Over a quarter of the bird species in the UK are now of "highest conservation concern" according to a new report, Birds of Conservation Concern 4. A total of 67 of the UK's 244 bird species are now on the report's Red List - 27% of species.
The report was compiled by a number of bird conservation groups including the British Trust for Ornithology and the Royal Society for the Protection of Birds (RSPB). The last such assessment on British bird species was carried out in 2009 and listed 52 species as being on the Red List.
One of the species joining the Red List for the first time is the puffin. The sea-bird has been recently labelled as globally threatened with extinction, one major factor behind this being climate change with warming seas which affects the puffin's food supplies.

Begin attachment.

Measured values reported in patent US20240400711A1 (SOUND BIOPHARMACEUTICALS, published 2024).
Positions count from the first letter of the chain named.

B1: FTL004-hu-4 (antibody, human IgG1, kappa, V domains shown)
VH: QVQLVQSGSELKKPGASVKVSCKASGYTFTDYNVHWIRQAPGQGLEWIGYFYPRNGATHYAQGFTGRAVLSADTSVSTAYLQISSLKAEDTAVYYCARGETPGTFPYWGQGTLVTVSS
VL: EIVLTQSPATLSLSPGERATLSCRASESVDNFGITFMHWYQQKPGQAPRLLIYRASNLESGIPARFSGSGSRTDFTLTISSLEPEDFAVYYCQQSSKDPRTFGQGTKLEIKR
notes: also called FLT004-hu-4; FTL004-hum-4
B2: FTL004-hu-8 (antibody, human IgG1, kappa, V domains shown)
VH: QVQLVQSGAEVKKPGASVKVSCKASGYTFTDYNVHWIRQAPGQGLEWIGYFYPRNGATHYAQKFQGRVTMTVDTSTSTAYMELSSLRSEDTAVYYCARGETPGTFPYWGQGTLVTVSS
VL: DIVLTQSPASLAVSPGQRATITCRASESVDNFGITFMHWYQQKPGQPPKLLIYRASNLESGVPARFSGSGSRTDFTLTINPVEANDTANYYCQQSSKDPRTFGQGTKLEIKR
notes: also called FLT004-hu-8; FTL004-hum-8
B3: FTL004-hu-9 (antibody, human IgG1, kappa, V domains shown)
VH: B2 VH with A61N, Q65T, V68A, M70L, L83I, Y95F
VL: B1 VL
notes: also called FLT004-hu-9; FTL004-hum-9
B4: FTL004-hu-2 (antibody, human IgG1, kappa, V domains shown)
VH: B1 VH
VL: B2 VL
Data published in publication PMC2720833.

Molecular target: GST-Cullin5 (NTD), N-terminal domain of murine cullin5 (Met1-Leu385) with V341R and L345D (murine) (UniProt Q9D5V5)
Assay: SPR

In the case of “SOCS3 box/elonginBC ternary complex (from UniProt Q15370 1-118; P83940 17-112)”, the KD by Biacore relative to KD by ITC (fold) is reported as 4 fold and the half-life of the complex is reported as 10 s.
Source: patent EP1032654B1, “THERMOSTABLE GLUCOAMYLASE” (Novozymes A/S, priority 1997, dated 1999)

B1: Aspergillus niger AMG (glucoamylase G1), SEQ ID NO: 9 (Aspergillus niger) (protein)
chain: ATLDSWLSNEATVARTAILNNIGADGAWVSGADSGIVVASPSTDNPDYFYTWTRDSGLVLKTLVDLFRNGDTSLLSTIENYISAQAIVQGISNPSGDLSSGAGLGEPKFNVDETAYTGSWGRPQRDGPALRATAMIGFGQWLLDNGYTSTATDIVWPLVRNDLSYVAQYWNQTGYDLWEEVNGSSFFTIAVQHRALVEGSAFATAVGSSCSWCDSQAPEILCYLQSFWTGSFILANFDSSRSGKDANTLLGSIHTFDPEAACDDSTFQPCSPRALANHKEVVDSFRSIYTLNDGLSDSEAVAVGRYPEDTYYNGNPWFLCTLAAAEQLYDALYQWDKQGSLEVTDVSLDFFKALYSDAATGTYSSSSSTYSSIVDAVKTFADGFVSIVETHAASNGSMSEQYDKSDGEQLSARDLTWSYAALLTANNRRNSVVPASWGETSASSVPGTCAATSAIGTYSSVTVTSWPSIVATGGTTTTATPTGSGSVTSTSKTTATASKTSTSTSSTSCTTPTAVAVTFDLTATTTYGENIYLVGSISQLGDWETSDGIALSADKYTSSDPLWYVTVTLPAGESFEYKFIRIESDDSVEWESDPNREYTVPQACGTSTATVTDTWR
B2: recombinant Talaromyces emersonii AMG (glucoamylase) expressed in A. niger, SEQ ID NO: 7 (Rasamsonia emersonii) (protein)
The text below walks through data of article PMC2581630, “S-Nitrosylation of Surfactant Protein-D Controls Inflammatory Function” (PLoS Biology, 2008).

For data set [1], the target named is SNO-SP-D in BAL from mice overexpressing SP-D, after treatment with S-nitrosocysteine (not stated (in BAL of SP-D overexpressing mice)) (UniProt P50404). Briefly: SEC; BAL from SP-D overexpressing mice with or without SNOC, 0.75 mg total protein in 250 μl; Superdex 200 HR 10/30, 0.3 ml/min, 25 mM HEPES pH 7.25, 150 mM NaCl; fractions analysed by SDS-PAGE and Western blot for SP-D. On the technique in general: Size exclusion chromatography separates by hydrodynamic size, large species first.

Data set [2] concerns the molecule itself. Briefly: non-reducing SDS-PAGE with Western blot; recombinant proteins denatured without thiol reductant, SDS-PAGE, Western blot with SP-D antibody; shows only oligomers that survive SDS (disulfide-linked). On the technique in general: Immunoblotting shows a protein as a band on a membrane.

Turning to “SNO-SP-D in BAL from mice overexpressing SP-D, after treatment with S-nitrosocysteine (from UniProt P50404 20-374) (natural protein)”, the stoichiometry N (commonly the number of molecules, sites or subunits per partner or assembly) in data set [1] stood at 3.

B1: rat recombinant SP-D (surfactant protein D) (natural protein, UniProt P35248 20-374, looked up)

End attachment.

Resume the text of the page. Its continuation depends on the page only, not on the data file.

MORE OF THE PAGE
Another UK species now deemed under threat is the nightingale. There has been an 85% decline in the breeding population of nightingales since 1970, according to the RSPB. The curlew has also seen a sharp decline of 62% of the breeding population since 1970 - this is particular devastating as 25% of the world's curlew population breed in the UK.
A report by RSPB Scotland highlighted the worrying decline of curlew population by calling for the bird to be the UK's highest conservation priority.
Groups did highlight that the report also showed that targeted conservation efforts were helping species previously at threat. For example the red kite, previously on the Red List, is now on the Green List. Other birds like the bittern and nightjar were moved from the Red List to the less severe Amber list.